Lightning Rod Protection in the State of California
Being the most populated state with 37,253,956 residents, and the third biggest with 163,696 square miles, California has relativity few cloud-to-ground lightning strikes, with an average of 86,100 annually (pdf). On June 9, 2009, lightning touched the ground 6,257 times in a 24 hour period in California. One of the major issues with lighting striking trees is that the tree can smolder for several days before bursting into flames.
In 2009 there were 2 deaths caused by lightning and 14 injured in California. The best way to prevent personal or property loss is by installing a lightning protection system. These can be added to your home, office, bard, silo and even your tree!
KLP offers a full line of UL Listed Lightning Protection System Materials that meet or exceed the criteria set forth by UL96A, NFPA 780 and LPI-175. Give us a call today at 800 370 5886 to see how we can assist you in the design, installation, maintenance and inspection of your system.
July 2, 2015: Lightning struck a cypress tree during a rainstorm, but still causing a fire which ignited several cypress trees near Rancho Santa Fe, California. No structures were damaged.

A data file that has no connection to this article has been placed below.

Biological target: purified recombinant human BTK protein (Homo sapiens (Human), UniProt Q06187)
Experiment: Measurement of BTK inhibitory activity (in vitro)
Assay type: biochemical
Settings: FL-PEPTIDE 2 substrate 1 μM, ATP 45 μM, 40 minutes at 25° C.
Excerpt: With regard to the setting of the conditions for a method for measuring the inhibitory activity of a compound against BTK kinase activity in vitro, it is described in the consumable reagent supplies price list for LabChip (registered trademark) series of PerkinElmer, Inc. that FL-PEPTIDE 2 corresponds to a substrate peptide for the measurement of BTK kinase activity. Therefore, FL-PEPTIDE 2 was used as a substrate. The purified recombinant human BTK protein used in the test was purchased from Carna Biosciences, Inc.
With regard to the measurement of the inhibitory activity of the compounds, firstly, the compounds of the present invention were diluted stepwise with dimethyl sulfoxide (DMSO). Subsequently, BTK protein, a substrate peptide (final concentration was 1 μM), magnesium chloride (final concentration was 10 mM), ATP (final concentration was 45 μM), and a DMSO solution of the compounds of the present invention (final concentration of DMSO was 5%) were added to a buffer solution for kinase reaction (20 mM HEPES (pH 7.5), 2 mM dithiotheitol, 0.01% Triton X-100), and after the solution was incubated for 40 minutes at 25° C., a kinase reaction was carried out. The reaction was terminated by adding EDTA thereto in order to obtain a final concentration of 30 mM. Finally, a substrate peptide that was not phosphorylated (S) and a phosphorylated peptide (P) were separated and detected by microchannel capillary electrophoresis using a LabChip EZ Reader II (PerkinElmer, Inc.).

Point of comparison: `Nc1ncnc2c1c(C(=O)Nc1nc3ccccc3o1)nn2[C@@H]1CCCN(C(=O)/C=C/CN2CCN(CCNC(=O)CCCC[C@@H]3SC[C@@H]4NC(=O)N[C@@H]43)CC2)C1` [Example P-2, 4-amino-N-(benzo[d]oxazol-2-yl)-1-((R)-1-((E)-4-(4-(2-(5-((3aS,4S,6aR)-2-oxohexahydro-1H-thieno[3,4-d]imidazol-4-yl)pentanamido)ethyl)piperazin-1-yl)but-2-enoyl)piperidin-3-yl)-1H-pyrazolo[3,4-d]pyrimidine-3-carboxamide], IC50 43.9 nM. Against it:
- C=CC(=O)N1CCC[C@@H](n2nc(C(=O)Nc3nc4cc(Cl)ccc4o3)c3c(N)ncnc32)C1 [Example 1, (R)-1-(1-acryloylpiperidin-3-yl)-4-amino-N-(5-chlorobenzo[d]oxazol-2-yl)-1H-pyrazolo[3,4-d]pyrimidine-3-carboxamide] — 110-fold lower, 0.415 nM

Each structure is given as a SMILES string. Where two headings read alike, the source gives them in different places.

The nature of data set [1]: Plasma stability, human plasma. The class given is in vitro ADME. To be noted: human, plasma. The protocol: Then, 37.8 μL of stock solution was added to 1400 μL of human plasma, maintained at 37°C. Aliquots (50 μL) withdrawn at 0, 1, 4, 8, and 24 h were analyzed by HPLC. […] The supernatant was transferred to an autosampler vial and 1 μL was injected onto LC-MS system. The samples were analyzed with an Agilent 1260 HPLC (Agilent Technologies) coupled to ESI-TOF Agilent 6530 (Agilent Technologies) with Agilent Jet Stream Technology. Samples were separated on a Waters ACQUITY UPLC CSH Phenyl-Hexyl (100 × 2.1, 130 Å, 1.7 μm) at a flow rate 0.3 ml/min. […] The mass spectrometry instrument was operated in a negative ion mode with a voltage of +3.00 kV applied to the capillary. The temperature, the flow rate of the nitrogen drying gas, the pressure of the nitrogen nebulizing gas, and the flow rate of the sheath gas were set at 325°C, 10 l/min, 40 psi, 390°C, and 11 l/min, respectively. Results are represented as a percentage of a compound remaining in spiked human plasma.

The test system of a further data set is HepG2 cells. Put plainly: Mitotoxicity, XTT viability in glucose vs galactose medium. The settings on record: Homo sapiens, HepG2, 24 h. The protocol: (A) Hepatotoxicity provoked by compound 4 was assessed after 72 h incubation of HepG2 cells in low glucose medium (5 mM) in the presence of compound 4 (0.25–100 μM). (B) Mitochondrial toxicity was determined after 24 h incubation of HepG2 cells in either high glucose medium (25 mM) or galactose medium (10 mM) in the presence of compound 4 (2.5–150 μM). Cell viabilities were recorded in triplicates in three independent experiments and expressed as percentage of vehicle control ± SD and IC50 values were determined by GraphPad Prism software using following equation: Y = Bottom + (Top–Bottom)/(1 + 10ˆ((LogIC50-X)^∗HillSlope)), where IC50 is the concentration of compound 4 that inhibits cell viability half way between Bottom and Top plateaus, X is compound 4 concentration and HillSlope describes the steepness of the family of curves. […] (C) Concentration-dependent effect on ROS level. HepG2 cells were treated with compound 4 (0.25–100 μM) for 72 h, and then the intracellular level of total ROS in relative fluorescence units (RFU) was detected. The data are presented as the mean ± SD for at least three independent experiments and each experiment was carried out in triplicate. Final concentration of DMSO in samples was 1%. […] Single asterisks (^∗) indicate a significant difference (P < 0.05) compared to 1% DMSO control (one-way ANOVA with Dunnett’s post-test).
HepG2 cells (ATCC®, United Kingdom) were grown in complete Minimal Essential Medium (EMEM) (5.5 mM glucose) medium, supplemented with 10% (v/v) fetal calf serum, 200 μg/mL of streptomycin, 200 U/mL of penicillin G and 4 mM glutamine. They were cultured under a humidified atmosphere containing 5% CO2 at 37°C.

July 2, 2015: A power pole was struck by lightning in Needles, California, which caused power lines to break and start fires in the brush on the hillside catching a tree house on fire.
June 29, 2015: Three dozen fires were sparked by hundreds of lightning strikes in northern California.
June 19, 2015: The Washington fire near Markleevile, California, was started by a lightning strike and burned over 17,000 acres.
June 5, 2015: Lightning strikes caused 9 separate wildfires which spread fast due to high winds in Fresno County California. Firefighters used aircraft as well as ground crews to put out the fires.
February 12, 2015: Lightning struck a fire station in Chinese Camp, CA. knocking out the electricity. No fire resulted from the strike however.
September 18, 2014: Lightning started a fire in the Six Rivers National Forest, near Bluff Creek in Northern California on 9-18-14. With a 80 – 90 degree weather, low humidity and drought conditions it was critical to get the fire under control quickly. Air-tankers were essential in reducing the effect of the fire and keeping firefighters safe.